Dealing with frayed tempers at Christmas

There is no other time of the year that is quite the same as Christmas. The festive season demands so much from you. Not only must you rush around for the whole of December buying presents, food, booze and stocking fillers, but you must also attend parties, visit long lost relatives and deliver home-made Christmas cards to all and sundry. The day itself is not without it’s issues either. Christmas day is traditionally the day where the majority of families congregate under one roof in the name of ‘being together as a family’. For some, this is a truly joyous occasion- the one day of the year where you can enjoy the company of everyone whom you hold dearly. For others though, this can mean frayed tempers, anxious emotions running high and stressed out relatives who can’t wait to get home for Boxing Day.

This year, the news has reported that Domestic Abuse charities are going to feel the pinch when it comes to helping out families for whom the pressures and intensity of Christmas has become too much. Christmas day is always a difficult time for some families, for  a number of reasons: being squashed together for an entire day with no escape- no shops to pop out to, no friends to visit (they’re all enjoying a nice family day together) and no chores to immerse yourself in (nobody needs to weed the garden on Christmas day). Coupled with this is the fact that many adults like to enjoy an alcoholic drink or two over Christmas, and this can play a huge part in how and why tempers begin to fray.

So what can you do? If you think that you might be in danger of being on the receiving end of a frayed temper, or that the temper in question belongs to you, there are other options. Firstly, please do not suffer in silence. This post is not intended to be the ultimate guide in keeping calm over Christmas- this is merely to highlight the warning signals and point you in the direction of help.

  • If you are genuinely concerned for your safety, or for the safety of another, please call womens aid.
  • Although according to Women’s Aid “At least 1 in 4 women experience domestic violence in their lifetime and between 1 in 8 and 1 in 10 women experience it annually “, many families will thankfully not experience domestic abuse over Christmas. It can, however, still be a stressful time and so here are a few tips to dealing with any anxious situations that may arise:
  • Remove triggers. If you know that you or a family member becomes stressed in certain situations, try to avoid these circumstances if you can. If you don’t get on with the in-laws, don’t plan to spend the whole day with them.
  • Create some space. If you can’t avoid spending lots of time with relatives that make you feel stressed, make sure you give yourself some space- go for a walk or take a long bath. Explain that you just want a little time to yourself, if you can. Alternatively, arrange to deliver Christmas cards for an hour and make sure that you make your plans clear before the big day.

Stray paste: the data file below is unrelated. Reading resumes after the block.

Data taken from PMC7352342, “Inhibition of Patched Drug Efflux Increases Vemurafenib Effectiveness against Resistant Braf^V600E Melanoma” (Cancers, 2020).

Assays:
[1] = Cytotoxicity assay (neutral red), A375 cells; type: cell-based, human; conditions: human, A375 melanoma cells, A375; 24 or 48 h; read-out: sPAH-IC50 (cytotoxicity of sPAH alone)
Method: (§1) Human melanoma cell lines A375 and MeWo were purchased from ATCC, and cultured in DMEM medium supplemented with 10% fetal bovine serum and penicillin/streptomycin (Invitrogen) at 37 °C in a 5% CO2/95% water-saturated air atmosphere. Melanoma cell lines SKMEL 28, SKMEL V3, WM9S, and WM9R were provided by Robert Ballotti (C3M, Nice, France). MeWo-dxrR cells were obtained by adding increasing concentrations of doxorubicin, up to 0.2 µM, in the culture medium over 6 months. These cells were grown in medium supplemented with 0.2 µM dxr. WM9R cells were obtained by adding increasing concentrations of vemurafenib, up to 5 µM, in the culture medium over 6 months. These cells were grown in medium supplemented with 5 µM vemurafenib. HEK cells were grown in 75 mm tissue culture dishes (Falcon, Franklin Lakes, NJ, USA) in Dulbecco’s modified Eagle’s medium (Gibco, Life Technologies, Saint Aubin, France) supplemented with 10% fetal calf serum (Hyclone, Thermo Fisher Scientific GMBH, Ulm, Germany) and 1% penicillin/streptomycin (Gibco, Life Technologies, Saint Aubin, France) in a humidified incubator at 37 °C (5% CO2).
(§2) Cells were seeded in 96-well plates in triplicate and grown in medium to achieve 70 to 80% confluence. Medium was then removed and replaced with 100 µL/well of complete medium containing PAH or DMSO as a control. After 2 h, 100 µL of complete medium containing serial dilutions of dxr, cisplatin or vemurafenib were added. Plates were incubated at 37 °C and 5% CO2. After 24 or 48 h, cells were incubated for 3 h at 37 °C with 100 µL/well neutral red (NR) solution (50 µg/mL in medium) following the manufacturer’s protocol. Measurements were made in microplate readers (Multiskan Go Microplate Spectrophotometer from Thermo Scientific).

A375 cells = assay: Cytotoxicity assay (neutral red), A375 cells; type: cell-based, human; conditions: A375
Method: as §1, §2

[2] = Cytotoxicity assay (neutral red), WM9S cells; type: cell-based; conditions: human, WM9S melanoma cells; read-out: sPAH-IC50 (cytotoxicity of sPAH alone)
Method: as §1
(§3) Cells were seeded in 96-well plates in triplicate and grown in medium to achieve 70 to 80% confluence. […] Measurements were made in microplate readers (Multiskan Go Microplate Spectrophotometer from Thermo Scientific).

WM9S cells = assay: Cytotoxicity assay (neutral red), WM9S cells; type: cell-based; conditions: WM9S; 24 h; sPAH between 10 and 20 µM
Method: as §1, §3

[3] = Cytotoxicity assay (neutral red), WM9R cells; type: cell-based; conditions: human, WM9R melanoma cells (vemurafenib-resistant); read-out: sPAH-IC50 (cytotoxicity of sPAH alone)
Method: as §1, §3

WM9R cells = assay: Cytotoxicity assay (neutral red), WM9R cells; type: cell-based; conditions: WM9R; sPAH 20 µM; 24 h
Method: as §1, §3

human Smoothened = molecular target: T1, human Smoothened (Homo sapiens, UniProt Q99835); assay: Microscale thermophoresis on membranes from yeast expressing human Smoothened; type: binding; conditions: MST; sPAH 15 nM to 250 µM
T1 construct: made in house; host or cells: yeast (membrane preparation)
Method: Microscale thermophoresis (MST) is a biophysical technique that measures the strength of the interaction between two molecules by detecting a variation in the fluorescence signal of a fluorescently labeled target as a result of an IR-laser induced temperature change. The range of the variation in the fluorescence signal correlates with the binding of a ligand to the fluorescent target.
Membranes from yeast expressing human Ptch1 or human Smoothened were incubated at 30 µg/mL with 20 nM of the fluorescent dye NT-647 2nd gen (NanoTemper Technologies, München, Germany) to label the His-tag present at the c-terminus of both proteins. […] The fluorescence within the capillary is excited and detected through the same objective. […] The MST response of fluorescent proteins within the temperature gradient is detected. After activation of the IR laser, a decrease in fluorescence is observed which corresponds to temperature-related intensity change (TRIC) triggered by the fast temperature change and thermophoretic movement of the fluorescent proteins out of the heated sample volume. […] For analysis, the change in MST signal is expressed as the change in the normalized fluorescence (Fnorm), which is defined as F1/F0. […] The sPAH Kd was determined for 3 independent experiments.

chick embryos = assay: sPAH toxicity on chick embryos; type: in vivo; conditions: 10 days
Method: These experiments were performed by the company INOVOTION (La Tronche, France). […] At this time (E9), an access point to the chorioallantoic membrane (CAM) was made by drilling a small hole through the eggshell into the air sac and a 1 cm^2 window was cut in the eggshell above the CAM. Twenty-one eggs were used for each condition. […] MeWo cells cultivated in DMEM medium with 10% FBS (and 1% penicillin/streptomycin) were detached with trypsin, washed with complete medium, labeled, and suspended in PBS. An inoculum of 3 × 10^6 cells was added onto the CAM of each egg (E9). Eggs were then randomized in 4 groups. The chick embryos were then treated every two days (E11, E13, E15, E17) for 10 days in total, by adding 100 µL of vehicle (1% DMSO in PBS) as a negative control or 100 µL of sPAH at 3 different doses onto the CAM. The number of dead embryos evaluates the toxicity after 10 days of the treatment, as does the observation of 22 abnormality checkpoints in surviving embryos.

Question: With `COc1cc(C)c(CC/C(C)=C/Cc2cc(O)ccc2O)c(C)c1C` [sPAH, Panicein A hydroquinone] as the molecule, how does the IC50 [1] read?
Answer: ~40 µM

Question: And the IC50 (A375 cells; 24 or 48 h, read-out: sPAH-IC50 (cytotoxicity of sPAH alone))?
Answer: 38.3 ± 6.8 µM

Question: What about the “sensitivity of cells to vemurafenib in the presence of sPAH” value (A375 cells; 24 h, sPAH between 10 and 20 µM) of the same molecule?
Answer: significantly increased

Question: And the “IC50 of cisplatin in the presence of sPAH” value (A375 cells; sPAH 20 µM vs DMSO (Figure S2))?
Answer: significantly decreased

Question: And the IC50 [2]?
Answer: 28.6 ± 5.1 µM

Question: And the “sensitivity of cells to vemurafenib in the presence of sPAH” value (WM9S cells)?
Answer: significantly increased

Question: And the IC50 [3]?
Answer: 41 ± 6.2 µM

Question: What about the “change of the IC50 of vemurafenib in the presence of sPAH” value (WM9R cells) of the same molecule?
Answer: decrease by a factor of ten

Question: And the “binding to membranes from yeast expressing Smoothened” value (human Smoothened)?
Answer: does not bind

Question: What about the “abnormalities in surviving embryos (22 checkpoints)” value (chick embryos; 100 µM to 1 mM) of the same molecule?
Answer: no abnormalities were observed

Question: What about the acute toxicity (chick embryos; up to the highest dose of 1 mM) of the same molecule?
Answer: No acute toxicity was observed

• Don’t drink too much alcohol. Sadly, alcohol can be at the root of many an argument so it’s a good idea to avoid it if you know that to be the case. Choose low alcohol versions instead, or drink water in between your tipple.
  • Prepare to back down. Yes, it may be hard, but it might be the only sensible thing to do. If someone is determined to make you lose your temper, or if you can see that someone is close to breaking point, don’t make it worse. Leave the situation if you can, or try to diffuse it in other ways.
  • Talk about it before-hand. If there are people you are planning to see that you know may cause friction over Christmas, talk to someone, if you can’t talk to them. Explain how certain situations or people make you feel and make plans to avoid those feelings if possible.
  • Make alternative arrangements. At the end of the day, Christmas is supposed to be a happy time and a day filled with friends and family. If history teaches you that this isn’t the case, change your plans. Spend the day with different people and arrange shorter visits to those who have made Christmas difficult.
  • Keep busy. If it’s close family members who tend to lose their temper- or cause you to lose yours- stay busy. Visit friends, arrange to go out for a walk or plan activities that you all enjoy. Don’t allow bad feelings to fester with boredom.

If you need to talk to someone about temper issues, there are plenty of support services out there. Call on friends and seek advice if you need it. Nobody needs to suffer alone and nobody should feel threatened due to the actions of another person. Remember that Christmas comes but once a year- if you have to bite your tongue for that one day, then perhaps that is the best solution. That said, remember that abusive or violent behaviour is never acceptable and you should always try to take steps towards leaving situations like that. Seek help if you feel that you or someone else is in danger.

Whatever you are doing this festive season, Babyhuddle would like to wish you a Merry Christmas- we hope that it is a peaceful, joyous and happy occasion.

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